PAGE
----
Look let’s be real. You shouldn’t be drinking soda. It has more than 80% of your daily allotment of sugar, it strips the enamel from your teeth staining them yellow and causing cavities, and it dehydrates you. But also… f*ck that noise.
Because some days, especially in summer, few drinks can be more refreshing and enjoyable than a nice cold soda (or pop if you’re one of those). It also works as a great mixer. Not the most complex mixer perhaps, but it adds a sweetness that pairs perfectly with the earthy tones of a good whiskey. And you won’t find a better beverage to join with a slice of pizza or a classic cheeseburger.
The debate over which you prefer: Coca-Cola or Pepsi has been raging for years. Pepsi tried to claim the upper hand once by holding a taste test across America, but without a palate cleanser you can’t trust the results. Plus they lit Michael Jackson’s hair on fire in the 80’s and that’s much worse than Coca-Cola and their active campaign to trick us into thinking that Polar Bears and Penguins don’t just live together (they don’t) but they’re best friends. This argument will probably continue on indefinitely.
But what of the Jill Steins, Gary Johnsons, and (for you Gen X’rs out there) Ralph Naders of the two party cola system? We’ve scoured the local markets in search of all the colas to rank so we can fill you in how the third parties compare to the big two. Here is a power ranking of the best colas (beside the two you’re thinking of), measured in pure, virgin, untouched-by-sugar molars.
9. Shasta Cola
Shasta Cola has about 10 more grams of sugar than the other colas on the market, and your teeth will feel it after the first drink. We’d describe this cola as sticky, it latches on to your teeth like industrial cleaners fizzling the enamel away, its watery, metallic tasting, and goes flat very quickly. It’s pretty much the meth of colas: just tacky and dangerous.
There also is something very uneventful about opening a can of Shasta Cola, gone is the appetizing sound of fizzling carbonation and instead all we are left with is a sound akin to what your car’s gas tank door sounds like when you pop it open.
1 VIRGIN MOLAR: Not worth the cost of the can it comes in. It rots your teeth and doesn’t give you anything in return. If you’re ever put in charge of running a “scared straight from soda” workshop, grab a can of Shasta.
8. Love Potion # 69
Everything makes us cringe about Love Potion #69. The cheesy name, the horrid purple color, its grape smell despite the lack of any grape in the ingredients, the really bad Gen-X humor (Nine inches of wetness, really?) but mostly the flavor. A lot of people would argue this isn’t a cola at all, and at first drink, cola is the last thing to come to mind. But the ingredients list two different Kola nuts — that’s two more than Coke — and, eyes and nose closed, it does have a cola tinge to it buried underneath artificial grape.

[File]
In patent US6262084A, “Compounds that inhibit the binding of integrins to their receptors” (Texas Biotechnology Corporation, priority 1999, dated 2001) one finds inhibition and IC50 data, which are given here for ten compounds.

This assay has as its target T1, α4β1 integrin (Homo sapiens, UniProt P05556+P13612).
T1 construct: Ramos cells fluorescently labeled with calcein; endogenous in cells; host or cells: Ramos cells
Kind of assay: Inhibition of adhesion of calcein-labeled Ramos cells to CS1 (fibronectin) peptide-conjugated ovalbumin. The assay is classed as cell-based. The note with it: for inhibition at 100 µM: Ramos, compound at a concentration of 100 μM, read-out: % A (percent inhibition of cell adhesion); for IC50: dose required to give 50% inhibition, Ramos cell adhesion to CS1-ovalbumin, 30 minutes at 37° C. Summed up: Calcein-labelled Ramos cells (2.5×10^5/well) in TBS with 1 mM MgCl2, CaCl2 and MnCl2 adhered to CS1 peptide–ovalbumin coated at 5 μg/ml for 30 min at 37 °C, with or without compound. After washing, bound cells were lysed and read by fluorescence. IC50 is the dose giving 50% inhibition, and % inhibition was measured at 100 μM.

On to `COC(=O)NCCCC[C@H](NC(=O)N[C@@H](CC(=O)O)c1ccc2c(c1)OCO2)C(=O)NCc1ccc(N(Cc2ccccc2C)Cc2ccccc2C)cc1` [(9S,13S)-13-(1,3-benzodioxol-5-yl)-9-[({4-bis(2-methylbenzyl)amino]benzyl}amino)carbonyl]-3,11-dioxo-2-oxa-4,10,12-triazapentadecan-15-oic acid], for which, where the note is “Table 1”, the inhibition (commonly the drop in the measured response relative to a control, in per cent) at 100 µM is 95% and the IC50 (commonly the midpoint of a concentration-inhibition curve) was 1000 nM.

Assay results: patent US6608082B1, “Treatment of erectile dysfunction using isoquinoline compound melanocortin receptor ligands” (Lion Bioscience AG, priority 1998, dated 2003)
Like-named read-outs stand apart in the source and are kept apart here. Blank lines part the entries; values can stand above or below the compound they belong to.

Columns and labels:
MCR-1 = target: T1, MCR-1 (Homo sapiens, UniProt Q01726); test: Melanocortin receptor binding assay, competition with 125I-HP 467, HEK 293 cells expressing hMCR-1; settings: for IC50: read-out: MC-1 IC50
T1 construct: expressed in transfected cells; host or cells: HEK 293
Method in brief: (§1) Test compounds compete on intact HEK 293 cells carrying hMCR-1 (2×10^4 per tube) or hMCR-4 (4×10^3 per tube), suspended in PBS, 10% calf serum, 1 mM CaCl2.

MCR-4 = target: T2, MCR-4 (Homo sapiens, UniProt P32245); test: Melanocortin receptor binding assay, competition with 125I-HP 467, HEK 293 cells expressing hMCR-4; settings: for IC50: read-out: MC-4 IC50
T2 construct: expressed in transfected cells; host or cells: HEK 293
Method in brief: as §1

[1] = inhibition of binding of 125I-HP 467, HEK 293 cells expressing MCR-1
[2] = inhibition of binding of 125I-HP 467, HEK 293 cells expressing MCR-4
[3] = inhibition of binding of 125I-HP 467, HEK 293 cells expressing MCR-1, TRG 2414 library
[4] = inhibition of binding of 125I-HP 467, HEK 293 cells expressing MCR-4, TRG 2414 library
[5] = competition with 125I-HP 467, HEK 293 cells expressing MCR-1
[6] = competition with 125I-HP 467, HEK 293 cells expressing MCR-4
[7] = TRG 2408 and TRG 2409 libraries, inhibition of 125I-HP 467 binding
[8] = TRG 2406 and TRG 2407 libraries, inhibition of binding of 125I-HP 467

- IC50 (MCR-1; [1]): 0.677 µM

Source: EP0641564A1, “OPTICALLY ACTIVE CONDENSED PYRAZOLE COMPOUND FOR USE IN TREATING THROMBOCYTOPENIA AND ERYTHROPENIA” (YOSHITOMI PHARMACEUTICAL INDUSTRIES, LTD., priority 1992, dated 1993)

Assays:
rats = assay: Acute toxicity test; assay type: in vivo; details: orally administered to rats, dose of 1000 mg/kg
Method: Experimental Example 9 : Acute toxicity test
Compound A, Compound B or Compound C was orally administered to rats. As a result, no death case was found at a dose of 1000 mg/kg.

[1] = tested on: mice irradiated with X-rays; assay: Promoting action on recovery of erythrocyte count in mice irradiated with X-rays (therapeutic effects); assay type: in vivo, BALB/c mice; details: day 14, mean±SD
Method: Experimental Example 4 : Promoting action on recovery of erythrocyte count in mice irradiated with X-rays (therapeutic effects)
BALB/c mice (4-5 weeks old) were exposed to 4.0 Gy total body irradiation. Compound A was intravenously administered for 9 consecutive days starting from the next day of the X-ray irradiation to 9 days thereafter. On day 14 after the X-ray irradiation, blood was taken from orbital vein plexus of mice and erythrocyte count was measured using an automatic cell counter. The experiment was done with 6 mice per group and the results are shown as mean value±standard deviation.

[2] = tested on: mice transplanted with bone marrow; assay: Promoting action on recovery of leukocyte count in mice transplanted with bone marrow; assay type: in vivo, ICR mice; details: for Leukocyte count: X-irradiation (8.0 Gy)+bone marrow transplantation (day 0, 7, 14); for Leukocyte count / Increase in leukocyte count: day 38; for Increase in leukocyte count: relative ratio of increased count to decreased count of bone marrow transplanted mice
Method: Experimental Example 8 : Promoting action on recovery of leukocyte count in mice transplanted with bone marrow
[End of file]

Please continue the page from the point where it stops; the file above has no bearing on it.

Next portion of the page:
It’s also full of herbs like Siberian Ginseng and damiana leaf because it’s marketed as an “arousing beverage.” Wait what? Who is this drink for? Not only is the flavor abhorrent but we have a hard time imagining who is associating soda with sexy time.
1.5 VIRGIN MOLARS: Who made this, why did they make it, and who for? We aren’t sure if it’s purely a novelty drink or if the creators truly intended to make something delicious AND arousing. If you’re wondering if it worked… no.
7. Inca Kola
Inca Kola calls itself the golden cola. It looks like urine and it smells like juicy fruit, it has to be the most unappealing cola we’ve ever seen. And wait — is this even a cola? What makes a cola a cola? You can argue that the presence of the kola nut is mandatory, but A LOT of colas don’t actually have kola nut, just an approximation of the flavor. Are you tired of reading the word cola yet?
If you drink Inca Cola with your eyes closed and without smelling it, you’ll realize its very much a cola, and that makes it even more bizarre. We’d still take this over Shasta though! The carbonation level is high, and opening a bottle of Inca is sonically quite satisfying, but aside from that nothing jumps out at you, its nothing but a budget cola.
2 VIRGIN MOLARS: Less sweet and metallic than the Shasta, but its off-putting scent and color make us ashamed to be seen with a glass.
6. Jack Black’s Blood Red Cola